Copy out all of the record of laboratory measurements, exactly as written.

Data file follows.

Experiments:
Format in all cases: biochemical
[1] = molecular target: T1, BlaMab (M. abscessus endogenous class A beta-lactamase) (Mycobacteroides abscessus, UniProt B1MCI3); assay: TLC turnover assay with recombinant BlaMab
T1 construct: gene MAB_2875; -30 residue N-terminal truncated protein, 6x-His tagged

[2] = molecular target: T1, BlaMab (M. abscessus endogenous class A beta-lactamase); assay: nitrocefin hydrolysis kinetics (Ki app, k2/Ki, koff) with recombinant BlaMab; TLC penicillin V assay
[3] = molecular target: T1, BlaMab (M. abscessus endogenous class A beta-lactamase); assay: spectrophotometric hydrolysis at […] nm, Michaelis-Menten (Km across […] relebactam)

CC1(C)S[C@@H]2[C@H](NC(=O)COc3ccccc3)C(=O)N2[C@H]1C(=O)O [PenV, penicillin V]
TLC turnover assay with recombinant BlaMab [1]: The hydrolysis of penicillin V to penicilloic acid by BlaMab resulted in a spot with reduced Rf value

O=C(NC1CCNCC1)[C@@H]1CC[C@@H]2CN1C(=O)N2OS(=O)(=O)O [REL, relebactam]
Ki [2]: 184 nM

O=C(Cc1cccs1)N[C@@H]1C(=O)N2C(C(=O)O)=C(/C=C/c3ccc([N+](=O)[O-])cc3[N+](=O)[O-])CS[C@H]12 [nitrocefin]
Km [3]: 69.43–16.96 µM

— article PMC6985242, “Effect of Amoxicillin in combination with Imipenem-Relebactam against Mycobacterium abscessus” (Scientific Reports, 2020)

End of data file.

Experiments:
Format in all cases: biochemical
[1] = molecular target: T1, BlaMab (M. abscessus endogenous class A beta-lactamase) (Mycobacteroides abscessus, UniProt B1MCI3); assay: TLC turnover assay with recombinant BlaMab
T1 construct: gene MAB_2875; -30 residue N-terminal truncated protein, 6x-His tagged

[2] = molecular target: T1, BlaMab (M. abscessus endogenous class A beta-lactamase); assay: nitrocefin hydrolysis kinetics (Ki app, k2/Ki, koff) with recombinant BlaMab; TLC penicillin V assay
[3] = molecular target: T1, BlaMab (M. abscessus endogenous class A beta-lactamase); assay: spectrophotometric hydrolysis at […] nm, Michaelis-Menten (Km across […] relebactam)

CC1(C)S[C@@H]2[C@H](NC(=O)COc3ccccc3)C(=O)N2[C@H]1C(=O)O [PenV, penicillin V]
TLC turnover assay with recombinant BlaMab [1]: The hydrolysis of penicillin V to penicilloic acid by BlaMab resulted in a spot with reduced Rf value

O=C(NC1CCNCC1)[C@@H]1CC[C@@H]2CN1C(=O)N2OS(=O)(=O)O [REL, relebactam]
Ki [2]: 184 nM

O=C(Cc1cccs1)N[C@@H]1C(=O)N2C(C(=O)O)=C(/C=C/c3ccc([N+](=O)[O-])cc3[N+](=O)[O-])CS[C@H]12 [nitrocefin]
Km [3]: 69.43–16.96 µM

— article PMC6985242, “Effect of Amoxicillin in combination with Imipenem-Relebactam against Mycobacterium abscessus” (Scientific Reports, 2020)